Living longer and having good health give many of us more options than ever. The book focuses much on a central question:

How can we make a difference in our older age?

The thing I like most about this type of writing is the optimism. Growing older isn’t all doom and gloom. Well, it doesn’t have to be. Regardless of our age, we’re all able to make whatever we want of life. It’s rather nice to read the voice of 16 people cited in the book. It’s a broad range of people, from academic types to non-profits. Brainiacs from Stanford and M.I.T. and other smart folks from AARP and speak their mind about the changes happening as our population’s age shifts increasingly toward the gray.

The resounding answer to the question focuses primarily on the fact (yes, fact) that aging does indeed give all of us the opportunity to make a difference. Those cited in the book expound on various ways they think that can happen.

Yes, growing older is filled with challenges, but haven’t you experienced challenges at every stage of your life? There’s no reason to think that there are any trouble-free ones.

Growing older can give you opportunities you didn’t have when you were younger. The book titles indicate how broad and deep these opportunities are.

At Accelerated Wealth, our work focuses on helping older people just like you create or protect the life they want. Eric Clapton wants to keep making music. He just wants to do it mostly in the studio and not on the road. What do you want to do? Do you have a plan in place that will afford you that opportunity? If not, call us right now at (859) 353-5523. We’d love to help you write your own book by living the life you want.

Well, I Rest My Case


acc-logoKing Solomon said, “The first to plead his case seems right, Until another comes and examines him.” – (Proverbs 18:17)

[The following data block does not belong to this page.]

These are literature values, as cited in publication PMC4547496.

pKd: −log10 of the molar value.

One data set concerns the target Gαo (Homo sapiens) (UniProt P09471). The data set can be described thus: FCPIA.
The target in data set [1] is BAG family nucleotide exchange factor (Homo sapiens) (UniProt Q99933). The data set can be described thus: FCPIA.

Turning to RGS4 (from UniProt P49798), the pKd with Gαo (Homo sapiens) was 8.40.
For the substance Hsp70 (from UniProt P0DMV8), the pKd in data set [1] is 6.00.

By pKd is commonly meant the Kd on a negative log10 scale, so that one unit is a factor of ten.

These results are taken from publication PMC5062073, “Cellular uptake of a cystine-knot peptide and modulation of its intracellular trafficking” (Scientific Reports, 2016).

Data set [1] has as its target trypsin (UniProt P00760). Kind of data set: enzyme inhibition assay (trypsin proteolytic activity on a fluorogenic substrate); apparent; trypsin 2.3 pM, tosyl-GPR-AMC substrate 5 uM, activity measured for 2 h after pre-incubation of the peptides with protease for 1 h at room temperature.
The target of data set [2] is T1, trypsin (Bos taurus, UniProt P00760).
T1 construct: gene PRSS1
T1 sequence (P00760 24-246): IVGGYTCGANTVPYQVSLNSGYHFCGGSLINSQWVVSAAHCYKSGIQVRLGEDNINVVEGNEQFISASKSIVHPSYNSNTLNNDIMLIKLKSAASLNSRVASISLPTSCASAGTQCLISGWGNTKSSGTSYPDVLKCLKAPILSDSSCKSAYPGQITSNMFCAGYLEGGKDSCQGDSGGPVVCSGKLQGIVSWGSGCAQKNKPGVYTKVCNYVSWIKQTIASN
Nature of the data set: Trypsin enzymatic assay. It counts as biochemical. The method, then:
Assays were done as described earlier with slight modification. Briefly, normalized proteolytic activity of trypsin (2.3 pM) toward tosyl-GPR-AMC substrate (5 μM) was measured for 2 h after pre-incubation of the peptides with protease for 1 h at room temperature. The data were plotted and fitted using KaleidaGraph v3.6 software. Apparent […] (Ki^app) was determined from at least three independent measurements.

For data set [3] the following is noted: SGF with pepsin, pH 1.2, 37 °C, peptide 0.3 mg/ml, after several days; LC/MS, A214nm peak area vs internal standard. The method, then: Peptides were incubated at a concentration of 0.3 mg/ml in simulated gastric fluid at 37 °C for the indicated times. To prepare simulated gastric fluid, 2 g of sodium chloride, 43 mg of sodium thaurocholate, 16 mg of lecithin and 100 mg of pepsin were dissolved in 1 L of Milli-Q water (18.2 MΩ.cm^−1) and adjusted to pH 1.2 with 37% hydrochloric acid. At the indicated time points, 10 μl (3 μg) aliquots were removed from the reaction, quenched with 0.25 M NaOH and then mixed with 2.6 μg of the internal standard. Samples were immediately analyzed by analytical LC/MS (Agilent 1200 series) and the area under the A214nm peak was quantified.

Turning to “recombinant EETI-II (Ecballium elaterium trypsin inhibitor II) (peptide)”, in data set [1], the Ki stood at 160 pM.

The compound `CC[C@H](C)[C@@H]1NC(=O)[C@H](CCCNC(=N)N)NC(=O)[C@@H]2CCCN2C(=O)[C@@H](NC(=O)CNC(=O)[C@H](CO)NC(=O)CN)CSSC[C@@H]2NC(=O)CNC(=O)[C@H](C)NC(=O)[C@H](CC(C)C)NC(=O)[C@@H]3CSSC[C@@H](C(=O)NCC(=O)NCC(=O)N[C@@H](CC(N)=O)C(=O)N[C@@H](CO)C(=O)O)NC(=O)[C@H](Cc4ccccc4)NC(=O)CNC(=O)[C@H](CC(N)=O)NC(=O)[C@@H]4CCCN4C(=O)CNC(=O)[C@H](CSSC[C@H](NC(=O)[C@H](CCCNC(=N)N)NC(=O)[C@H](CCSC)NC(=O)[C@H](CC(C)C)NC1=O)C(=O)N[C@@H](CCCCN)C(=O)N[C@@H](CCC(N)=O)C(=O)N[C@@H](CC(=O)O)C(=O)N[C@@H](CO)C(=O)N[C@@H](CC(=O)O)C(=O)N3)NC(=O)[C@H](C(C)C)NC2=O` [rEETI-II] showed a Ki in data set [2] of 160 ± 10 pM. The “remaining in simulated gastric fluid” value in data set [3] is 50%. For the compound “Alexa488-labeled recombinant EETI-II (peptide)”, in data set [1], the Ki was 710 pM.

A few weeks ago Todd and I discussed an article that appeared in AARP by Allan Roth. The article criticized several legitimate and viable options that people have for their money. We called that show Philosophy or Propaganda.

Recently, NAFA (National Association of Fixed Annuities) submitted a letter to the editor in AARP’s periodical. The letter answers Mr. Roth’s arguments. We thought this deserved more space and attention.

Find a link to both articles below. We hope you enjoy the show.


5 Bad Money Moves – AARP

NAFA’s Response To The AARP Article

Like The Jeffersons, We’re Movin’ On Up


Todd and I wish to announce our new location at 1795 Alysheba Way Suite 3106 (Douglas Hawkins Law, PLLC) and Suite 3206 (Accelerated Wealth Advisors) Lexington, KY 40509.

We recently purchased an office condominium in the Stonecrest Office Complex just off I-75 at exit 108 (Man-O-War) and have both the main level and upstairs’ suites. The move demonstrated to us the transitions of life – already, in less than a year, our business is transitioning.

Today, Todd and I talk about the phases of life and the transitions that we undergo financially from our early adult lives until death. This relates to LIFE STAGE FINANCIAL PLANNING™ and emphasizes THE FIVE BASKETS OF WEALTH™. We hope you enjoy the show.

Call Your Reserves Up To Active Duty


army_reservesIn a few weeks we will celebrate “memorial day.” A part of that celebration involves remembering soldiers who have sacrificed so much (they gave their lives) for us to enjoy the freedoms and privileges that we have in this Country.

The military has both active duty military and the reserves. The reserves are occasionally called up to active duty in times of war or national crisis.

A part of financial planning includes educating people about the importance of having money in reserves. We call it the sleep at night basket.

Today, Todd and I discuss our five baskets of wealth emphasizing the cash reserves and how you can make one dollar do the work of three. Learn how a reserve account can provide a living benefit of long-term care and a death benefit for legacy.

Enjoy the show.